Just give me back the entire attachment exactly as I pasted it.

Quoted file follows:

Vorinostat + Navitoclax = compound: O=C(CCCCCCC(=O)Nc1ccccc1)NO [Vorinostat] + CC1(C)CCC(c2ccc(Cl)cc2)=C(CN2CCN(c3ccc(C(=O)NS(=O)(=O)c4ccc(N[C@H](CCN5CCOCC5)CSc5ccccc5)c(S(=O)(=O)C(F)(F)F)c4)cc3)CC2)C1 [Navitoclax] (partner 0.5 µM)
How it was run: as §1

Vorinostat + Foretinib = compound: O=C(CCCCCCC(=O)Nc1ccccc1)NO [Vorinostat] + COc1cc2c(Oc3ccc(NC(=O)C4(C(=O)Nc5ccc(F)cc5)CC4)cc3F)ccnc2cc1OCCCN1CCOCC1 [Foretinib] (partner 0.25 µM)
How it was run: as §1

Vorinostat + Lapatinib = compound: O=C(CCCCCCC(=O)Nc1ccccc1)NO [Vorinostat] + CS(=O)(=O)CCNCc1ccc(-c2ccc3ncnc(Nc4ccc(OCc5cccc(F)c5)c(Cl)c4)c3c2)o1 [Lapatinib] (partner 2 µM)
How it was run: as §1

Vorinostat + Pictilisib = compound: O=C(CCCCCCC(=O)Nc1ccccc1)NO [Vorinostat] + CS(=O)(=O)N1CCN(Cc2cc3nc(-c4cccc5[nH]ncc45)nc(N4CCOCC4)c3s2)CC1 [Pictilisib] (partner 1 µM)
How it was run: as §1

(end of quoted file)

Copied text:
Vorinostat + Navitoclax = compound: O=C(CCCCCCC(=O)Nc1ccccc1)NO [Vorinostat] + CC1(C)CCC(c2ccc(Cl)cc2)=C(CN2CCN(c3ccc(C(=O)NS(=O)(=O)c4ccc(N[C@H](CCN5CCOCC5)CSc5ccccc5)c(S(=O)(=O)C(F)(F)F)c4)cc3)CC2)C1 [Navitoclax] (partner 0.5 µM)
How it was run: as §1

Vorinostat + Foretinib = compound: O=C(CCCCCCC(=O)Nc1ccccc1)NO [Vorinostat] + COc1cc2c(Oc3ccc(NC(=O)C4(C(=O)Nc5ccc(F)cc5)CC4)cc3F)ccnc2cc1OCCCN1CCOCC1 [Foretinib] (partner 0.25 µM)
How it was run: as §1

Vorinostat + Lapatinib = compound: O=C(CCCCCCC(=O)Nc1ccccc1)NO [Vorinostat] + CS(=O)(=O)CCNCc1ccc(-c2ccc3ncnc(Nc4ccc(OCc5cccc(F)c5)c(Cl)c4)c3c2)o1 [Lapatinib] (partner 2 µM)
How it was run: as §1

Vorinostat + Pictilisib = compound: O=C(CCCCCCC(=O)Nc1ccccc1)NO [Vorinostat] + CS(=O)(=O)N1CCN(Cc2cc3nc(-c4cccc5[nH]ncc45)nc(N4CCOCC4)c3s2)CC1 [Pictilisib] (partner 1 µM)
How it was run: as §1